Additional reporting by KUEK SER KUANG KENG
Kuantan-based Save Malaysia Stop Lynas (SMSL) movement today expressed its disappointment with Lynas CEO Nicholas Curtis following a meeting with him at the rare earth mining company's headquarters in Australia.
In a statement, SMSL said the meeting yielded nothing new as Curtis (right) had merely repeated the points that were already aired through a public relations video on Youtube.
"He (Curtis) tried to justify Lynas' presence here (in Malaysia) by basing his argument entirely on the International Atomic Energy Agency (IAEA) report," the group said.
A nine-member panel to review the RM700 million Lynas Gebeng plant in Pahang, set up by the government under the auspices of the International Atomic Energy Agency (IAEA), had declared the plant 'safe'.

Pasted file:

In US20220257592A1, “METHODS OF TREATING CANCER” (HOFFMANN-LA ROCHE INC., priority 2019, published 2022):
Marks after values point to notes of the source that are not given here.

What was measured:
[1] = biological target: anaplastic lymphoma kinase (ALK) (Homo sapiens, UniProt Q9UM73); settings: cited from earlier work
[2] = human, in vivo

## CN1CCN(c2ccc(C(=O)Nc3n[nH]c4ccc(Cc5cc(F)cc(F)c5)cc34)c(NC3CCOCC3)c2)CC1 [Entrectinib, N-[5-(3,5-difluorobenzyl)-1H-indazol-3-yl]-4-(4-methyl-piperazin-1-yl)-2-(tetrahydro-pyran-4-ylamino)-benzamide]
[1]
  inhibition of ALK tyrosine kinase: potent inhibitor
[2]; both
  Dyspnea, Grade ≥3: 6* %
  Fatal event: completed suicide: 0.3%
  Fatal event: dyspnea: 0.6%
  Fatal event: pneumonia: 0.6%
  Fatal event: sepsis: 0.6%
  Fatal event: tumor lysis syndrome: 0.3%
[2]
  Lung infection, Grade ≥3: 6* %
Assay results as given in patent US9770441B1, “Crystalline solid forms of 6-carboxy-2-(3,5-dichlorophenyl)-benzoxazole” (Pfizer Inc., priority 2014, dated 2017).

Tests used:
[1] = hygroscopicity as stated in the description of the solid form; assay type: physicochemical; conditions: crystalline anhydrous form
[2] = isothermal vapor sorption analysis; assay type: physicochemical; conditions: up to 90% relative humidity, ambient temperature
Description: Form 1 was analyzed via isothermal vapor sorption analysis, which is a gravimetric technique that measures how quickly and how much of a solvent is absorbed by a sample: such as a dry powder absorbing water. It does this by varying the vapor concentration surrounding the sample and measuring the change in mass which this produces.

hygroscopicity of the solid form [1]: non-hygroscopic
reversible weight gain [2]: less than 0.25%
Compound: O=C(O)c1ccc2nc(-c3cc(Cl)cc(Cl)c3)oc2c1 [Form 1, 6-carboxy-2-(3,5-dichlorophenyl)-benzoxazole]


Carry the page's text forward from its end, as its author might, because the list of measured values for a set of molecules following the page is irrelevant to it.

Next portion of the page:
However, it listed 11 conditions for compliance by the government, state agency Atomic Energy Licensing Board (AELB) and Lynas, before the pre-operating licence is to be granted.
The anti-Lynas group had criticised the report, claiming that the scope of recommendations issue was too narrow.
Six-day trip to Australia
The meeting with Curtis was part of a six-day trip to Australia to gather support to prevent Lynas from operating its rare-earth refinery plant in Malaysia.
After concluding its trip on Monday, the group announced it has learnt of additional options at its disposal to aid its struggle to stop Lynas as well as to secure help from Australian parliamentarians.
"We had very fruitful discussions and we were promised that there will be follow-up actions on their part to bring forth the issue in the next sitting (of Parliament)," the group said.
SMSL added that despite all its efforts, an easier solution to this problem lies in the hands of voters.